I think that's how it went.
Anyway, the Scout.com publishers got together for an old-fashioned e-mail mock draft last week, and I like these mock drafts better than those from the mind of one man, no matter how intelligent, because each publisher covers a team and knows the ins and outs, the depth charts, the contract statuses of that team.
So I'm going to break this analysis of my picks -- the Steelers' picks -- into three parts. I didn't have a third-round pick, of course, due to the Steelers trading it away to the Cleveland Browns last year to draft Shamarko Thomas in the fourth round, but I will have a third-round pick for readers here since the Steelers have been awarded the first compensatory pick of that third round.
But back to the first round, in which I was looking at a solid list of Beasts after only the first six on my board had been taken. And I was determined to stick to my board -- as published here on March 5 -- and was looking primarily at Mike Evans (7), C.J. Mosley (9), Kelvin Benjamin (11) and Kyle Fuller (12).
The first of the four I ruled out was Mosley, because I've since learned that he's not only quiet on the field, but he isn't comfortable making the pre-snap calls. That's not what the Steelers need next to the similarly shy Lawrence Timmons.
Next to go, of course, was Fuller, since he ranked fourth among the group. But I gave him genuine consideration since I believe he's more physical than Justin Gilbert and better out of zone coverage than Darqueze Dennard.
But, I stuck to my board and once again it came down to the big receivers -- the guys who can play above the defense with a similarly sized quarterback -- Evans and Benjamin, and I took Evans.
Evans, of course, performed well on a big stage against Alabama, but there was one thing in that game that bothered me: He didn't jump.
On one jump ball in the middle of the field, Evans was not only outjumped by safety HaHa Clinton-Dix, but also by a teammate who made the catch. Evans didn't leave the ground on another pass at the sideline.
I complained about this in the forum one day, that maybe he's been so much bigger than everybody throughout his career that jumping is not an instinct. And then someone posted this picture in response, which illustrated the incredible catch radius of a man who's 6-4 3/4 with 35 1/8 arms and a 37-inch vertical jump.
By comparison, Benjamin's catch-radius numbers at the combine were 6-5 height, 34 7/8 arms and a disappointing 32 1/2 vertical jump.
The two other issues I had with Evans were 1.) his poor performance against pro prospect E.J. Gaines, in which Evans only caught 4 passes for 8 yards in A&M's loss, and 2.) his two personal fouls early in his bowl game against another pro prospect, Ross Cockrell of Duke.
In the latter game, the Chick-fil-A Bowl on New Year's Eve, Evans failed to catch a pass in the end zone, from the Duke 23, on the first series and demanded a flag be thrown on Cockrell. Evans was so demonstrative that he drew a 15-yard unsportsmanlike penalty and the drive ended with a missed 54-yard field goal.
On A&M's third possession, Evans, apparently in retaliation against Cockrell, was flagged for unnecessary roughness on a first-down play that resulted in a blocked punt and a 21-3 Duke lead.
Quarterback Johnny Manziel slammed his helmet to the ground after the second penalty and had a televised sideline chat with Evans, who had 1 catch for 15 yards and two penalties for 30 to that point. The talk seemed to work as Evans finished with 4 catches for 72 yards and A&M rallied for a 52-48 win.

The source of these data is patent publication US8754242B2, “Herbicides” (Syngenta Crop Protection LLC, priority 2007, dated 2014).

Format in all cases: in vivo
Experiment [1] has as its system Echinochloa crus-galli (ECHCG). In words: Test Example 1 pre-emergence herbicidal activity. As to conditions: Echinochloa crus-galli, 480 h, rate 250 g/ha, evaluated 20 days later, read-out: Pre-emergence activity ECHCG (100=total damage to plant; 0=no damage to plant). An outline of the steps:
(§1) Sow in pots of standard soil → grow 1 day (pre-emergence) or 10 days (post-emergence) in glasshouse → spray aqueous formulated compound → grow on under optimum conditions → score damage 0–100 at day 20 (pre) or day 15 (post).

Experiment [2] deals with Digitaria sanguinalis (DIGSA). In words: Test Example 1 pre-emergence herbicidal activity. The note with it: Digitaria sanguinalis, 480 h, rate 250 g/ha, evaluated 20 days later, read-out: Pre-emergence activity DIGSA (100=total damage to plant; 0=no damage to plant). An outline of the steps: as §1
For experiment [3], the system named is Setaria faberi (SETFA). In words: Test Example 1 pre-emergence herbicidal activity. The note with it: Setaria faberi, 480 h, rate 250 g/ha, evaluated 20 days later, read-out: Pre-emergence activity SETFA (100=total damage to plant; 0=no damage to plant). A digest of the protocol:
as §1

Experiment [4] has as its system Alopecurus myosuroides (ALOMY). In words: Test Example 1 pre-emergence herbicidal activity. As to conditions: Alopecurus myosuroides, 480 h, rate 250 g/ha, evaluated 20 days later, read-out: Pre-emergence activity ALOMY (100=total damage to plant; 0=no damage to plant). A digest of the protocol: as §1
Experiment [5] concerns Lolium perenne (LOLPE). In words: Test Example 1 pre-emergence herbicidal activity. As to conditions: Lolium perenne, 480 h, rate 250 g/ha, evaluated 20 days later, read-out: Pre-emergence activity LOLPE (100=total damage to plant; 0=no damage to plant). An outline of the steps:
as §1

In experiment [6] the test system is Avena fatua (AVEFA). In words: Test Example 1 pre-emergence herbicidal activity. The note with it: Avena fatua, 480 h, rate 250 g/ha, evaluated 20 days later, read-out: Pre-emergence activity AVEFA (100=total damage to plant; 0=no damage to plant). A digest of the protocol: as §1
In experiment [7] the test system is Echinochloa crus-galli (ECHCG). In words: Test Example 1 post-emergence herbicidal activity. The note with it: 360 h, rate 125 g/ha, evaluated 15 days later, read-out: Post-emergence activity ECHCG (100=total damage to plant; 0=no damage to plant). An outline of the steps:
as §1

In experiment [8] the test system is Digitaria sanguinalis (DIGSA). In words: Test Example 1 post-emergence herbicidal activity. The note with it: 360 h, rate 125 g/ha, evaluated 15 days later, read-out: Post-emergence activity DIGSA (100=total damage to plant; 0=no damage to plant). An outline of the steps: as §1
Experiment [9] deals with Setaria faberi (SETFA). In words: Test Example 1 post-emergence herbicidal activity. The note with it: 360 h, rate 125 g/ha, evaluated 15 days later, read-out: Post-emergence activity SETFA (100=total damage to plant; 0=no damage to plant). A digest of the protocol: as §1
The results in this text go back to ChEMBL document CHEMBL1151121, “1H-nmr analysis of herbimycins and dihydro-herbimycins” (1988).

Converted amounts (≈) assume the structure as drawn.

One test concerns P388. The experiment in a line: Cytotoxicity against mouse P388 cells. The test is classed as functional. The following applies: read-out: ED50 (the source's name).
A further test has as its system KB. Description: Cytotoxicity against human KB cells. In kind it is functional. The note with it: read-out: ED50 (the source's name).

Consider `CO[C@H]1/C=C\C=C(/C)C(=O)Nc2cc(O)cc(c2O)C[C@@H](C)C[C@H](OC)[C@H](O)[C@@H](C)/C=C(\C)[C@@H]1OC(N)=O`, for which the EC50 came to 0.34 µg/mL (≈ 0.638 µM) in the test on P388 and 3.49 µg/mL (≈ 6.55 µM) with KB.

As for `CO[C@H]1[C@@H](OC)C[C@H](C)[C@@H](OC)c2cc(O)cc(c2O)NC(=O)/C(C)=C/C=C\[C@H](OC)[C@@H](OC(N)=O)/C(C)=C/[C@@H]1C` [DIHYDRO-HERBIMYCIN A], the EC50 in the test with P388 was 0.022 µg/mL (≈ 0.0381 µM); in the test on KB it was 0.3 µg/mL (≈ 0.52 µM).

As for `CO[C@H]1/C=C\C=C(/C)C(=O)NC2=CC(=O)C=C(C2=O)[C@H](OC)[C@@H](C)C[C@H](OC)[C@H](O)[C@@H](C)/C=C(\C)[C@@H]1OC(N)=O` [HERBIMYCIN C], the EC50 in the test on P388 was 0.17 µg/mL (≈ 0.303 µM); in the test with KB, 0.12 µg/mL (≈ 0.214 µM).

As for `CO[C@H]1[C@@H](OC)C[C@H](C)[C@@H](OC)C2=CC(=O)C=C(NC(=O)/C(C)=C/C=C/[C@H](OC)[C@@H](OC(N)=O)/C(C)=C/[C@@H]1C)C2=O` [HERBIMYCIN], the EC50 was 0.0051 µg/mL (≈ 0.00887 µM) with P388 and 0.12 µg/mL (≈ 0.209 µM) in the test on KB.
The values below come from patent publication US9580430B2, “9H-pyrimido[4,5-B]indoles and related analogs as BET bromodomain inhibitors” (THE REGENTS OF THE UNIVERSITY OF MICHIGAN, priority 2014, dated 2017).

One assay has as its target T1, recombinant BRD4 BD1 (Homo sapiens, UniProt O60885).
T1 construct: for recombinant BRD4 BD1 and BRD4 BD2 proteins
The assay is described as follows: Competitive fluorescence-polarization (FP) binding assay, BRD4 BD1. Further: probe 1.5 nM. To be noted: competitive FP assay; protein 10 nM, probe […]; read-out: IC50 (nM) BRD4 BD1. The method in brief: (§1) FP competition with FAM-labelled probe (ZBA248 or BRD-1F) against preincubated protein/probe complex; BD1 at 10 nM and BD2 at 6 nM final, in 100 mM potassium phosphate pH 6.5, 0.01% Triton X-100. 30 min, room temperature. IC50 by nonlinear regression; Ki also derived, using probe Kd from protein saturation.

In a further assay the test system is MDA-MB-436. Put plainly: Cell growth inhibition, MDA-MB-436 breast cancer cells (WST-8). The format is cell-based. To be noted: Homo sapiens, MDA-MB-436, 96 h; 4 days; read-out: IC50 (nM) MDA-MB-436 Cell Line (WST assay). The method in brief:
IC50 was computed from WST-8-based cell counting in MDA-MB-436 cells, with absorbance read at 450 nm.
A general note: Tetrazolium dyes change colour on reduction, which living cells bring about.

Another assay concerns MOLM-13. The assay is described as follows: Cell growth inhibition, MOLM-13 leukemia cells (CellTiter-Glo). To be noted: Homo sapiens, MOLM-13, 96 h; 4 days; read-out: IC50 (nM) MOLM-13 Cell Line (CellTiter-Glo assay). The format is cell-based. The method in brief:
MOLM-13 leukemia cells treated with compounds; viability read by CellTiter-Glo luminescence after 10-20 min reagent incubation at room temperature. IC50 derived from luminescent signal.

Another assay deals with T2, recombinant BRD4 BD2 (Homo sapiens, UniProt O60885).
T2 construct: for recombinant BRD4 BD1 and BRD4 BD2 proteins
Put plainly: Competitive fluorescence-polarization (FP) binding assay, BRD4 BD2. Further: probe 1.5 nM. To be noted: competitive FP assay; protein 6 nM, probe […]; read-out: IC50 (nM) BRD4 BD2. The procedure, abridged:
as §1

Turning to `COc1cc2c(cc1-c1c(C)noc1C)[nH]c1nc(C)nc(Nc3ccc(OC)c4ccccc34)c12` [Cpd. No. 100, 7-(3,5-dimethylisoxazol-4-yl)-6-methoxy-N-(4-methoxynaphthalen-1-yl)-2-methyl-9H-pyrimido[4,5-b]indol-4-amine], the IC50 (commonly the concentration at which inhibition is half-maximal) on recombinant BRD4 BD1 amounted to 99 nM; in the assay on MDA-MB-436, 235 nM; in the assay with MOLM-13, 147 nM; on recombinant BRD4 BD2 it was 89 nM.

At the combine, Evans explained why he was so excited so early in the game.
"Thinking it was my last game I was overly emotional, trying to get a pass interference call," he said. "It was a bonehead play by me. The second personal foul, I was upset, didn't know why I got that one. Johnny came to the sideline, him being a leader, myself being a leader, we talked it over, and then he told me he needed me to win the game. He came to me in the second half and ended a great career."
Evans said that since the game he's been working with former NFL great James Lofton, who has "helped me grow up as a man. He's teaching me to be a better football player as well, but he's teaching me a lot of off-the-field things, too."
Evans, it should be remembered, won't turn 21 until August 21.
Cockrell, a mid-round prospect who's being scouted by Steelers GM Kevin Colbert today at Duke, said he "didn't do anything different or special" to get inside Evans' head, and said of Evans, "He's very physical, probably one of the most gifted receivers I've played this year. I loved every second of it. It was like going against the best. It made me better."
I also had the chance at the combine to talk to Gaines, the mid-round CB prospect out of Missouri. I asked about holding Evans to 8 receiving yards.
"I had a good game against Mike Evans," Gaines admitted. "I love the competition. I think he does too. Anytime I've got competition like that, it's definitely a fun game."
But how did a 5-10 cornerback play so well against a 6-5 receiver?
"Playing at Missouri, big receivers," he said before chuckling, "is what we go against. It's not something I don't see every day."
Of course, Missouri's top three receivers are 6-4 or taller, led by the 6-6 Dorial Green-Beckham.
"But Mike Evans is definitely a great receiver," Gaines continued, "and I think it was the film study I put in that week. Going against somebody like that, you have to. So watching him and Johnny Manziel really put me on top of my game."
(Tomorrow: Mock Analysis, Part II.)